To say more time is needed to end the foolishness is, admittedly, in part to say more illness and death are needed. As stated, the more people a hesitant person knows who have grown ill or died, the more likely the hesitant person is to get his or her shots. A terrible thing to say, yet true. That is why we cannot rest, letting time work on its own. We must continue trying to convince people, through example, empathy (it’s often not logic that changes minds, but love), hand-holding, and other methods offered by psychologists. Lives can be saved. And to convince someone to get vaccinated is not only to protect them and others against COVID, it suddenly creates a person in someone else’s inner circle who has received the shots, perhaps helping the behavior spread. Both us and Father Time can make sure hesitant folk know more people who have been vaccinated, the more pleasant piece of time’s function.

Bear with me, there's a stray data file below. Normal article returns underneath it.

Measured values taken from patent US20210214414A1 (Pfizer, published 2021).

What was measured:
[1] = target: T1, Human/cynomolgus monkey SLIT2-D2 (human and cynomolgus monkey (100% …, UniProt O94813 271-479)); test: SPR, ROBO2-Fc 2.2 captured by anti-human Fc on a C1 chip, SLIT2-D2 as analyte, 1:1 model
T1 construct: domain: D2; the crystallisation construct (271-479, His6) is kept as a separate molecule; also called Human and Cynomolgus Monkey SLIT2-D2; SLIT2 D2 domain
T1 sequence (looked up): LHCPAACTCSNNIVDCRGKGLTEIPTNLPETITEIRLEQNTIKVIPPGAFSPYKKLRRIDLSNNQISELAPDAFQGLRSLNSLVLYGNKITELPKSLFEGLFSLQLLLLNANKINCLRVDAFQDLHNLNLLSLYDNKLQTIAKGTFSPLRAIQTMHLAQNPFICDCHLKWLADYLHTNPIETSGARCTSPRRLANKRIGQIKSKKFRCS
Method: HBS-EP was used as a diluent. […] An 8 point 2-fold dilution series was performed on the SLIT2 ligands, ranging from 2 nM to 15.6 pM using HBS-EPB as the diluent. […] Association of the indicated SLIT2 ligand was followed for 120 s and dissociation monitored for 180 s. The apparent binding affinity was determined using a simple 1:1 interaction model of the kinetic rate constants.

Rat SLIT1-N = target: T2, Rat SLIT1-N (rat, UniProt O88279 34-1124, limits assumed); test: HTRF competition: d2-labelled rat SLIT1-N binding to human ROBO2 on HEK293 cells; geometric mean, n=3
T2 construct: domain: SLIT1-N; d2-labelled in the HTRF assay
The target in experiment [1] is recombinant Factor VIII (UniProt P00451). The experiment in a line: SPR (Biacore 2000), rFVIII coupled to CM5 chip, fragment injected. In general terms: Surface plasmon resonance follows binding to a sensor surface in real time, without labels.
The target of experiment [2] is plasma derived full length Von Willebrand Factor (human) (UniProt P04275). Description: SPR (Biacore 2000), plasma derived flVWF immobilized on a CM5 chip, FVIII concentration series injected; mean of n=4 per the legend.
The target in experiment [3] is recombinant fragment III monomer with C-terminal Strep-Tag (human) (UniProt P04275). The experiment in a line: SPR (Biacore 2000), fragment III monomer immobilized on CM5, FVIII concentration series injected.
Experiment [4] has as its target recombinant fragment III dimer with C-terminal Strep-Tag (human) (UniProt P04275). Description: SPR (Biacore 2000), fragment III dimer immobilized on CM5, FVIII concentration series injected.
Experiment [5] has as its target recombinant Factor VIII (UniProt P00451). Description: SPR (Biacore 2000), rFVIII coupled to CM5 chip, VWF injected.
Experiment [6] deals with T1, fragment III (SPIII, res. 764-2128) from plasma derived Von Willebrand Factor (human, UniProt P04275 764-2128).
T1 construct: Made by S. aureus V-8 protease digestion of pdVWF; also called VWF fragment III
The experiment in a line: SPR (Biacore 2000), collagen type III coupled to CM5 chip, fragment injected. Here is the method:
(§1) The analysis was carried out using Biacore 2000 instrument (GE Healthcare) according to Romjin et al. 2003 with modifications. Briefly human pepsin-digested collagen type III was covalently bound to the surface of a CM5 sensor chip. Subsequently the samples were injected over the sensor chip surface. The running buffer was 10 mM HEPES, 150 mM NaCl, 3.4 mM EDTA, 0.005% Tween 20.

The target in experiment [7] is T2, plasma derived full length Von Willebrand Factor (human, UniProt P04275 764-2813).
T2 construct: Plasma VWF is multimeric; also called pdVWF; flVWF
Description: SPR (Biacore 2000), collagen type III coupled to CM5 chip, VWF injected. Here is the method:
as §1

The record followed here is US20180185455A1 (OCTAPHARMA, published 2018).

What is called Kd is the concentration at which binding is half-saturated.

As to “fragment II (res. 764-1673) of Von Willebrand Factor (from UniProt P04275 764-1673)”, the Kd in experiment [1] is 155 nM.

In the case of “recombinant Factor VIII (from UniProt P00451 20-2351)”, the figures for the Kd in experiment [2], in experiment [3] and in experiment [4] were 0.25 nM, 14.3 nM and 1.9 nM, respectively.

Hopefully, our experience with coronavirus will prepare us for more deadly pandemics in the future, in terms of our behavior, healthcare systems, epidemiology, and more. As bad as COVID-19 is, as bad as Delta is, humanity was exceptionally lucky. The disease could have been far deadlier, far more contagious; the vaccine could have taken much longer, and been less effective. We’ve seen four million deaths worldwide, but even with this virus evolving and worsening, we’ll likely see nothing like the 50 million dead from the 1918 pandemic. Some see the rebellion against masks, lockdowns, and vaccines as a frightening sign: such insanity will spell absolute catastrophe when a deadlier virus comes around. This writer has always suspected (perhaps only hoped) that view to be a bit backward. A deadlier virus would likely mean less rebellion (as would a virus you could see on other people, something more visually horrifying like leprosy). It’s the relative tameness of COVID that allows for the high degree of madness. Admittedly, there was anti-mask resistance during the 1918 crisis, but there could be a correlation nonetheless between the seriousness of the epidemic and the willingness to engage in suicidal foolishness. That aligns with this idea that the more people you lose in your inner circle the more likely you are to give in and visit your local health clinic. Let’s hope science and reason reduce the opportunities to test this correlation hypothesis.